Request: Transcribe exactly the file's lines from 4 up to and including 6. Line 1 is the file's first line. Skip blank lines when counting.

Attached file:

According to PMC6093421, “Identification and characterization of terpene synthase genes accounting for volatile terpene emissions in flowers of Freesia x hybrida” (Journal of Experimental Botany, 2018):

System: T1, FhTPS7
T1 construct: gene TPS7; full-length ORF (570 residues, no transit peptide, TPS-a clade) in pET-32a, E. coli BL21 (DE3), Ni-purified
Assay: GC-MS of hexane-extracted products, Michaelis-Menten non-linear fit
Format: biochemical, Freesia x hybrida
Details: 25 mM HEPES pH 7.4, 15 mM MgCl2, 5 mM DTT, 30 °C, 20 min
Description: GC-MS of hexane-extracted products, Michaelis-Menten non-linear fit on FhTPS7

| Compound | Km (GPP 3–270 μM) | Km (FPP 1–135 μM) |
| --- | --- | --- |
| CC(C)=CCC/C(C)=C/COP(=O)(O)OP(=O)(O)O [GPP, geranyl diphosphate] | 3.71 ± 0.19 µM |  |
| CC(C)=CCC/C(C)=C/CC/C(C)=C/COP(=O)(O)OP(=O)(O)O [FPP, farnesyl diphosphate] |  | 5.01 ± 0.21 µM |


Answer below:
Assay: GC-MS of hexane-extracted products, Michaelis-Menten non-linear fit
Format: biochemical, Freesia x hybrida
Details: 25 mM HEPES pH 7.4, 15 mM MgCl2, 5 mM DTT, 30 °C, 20 min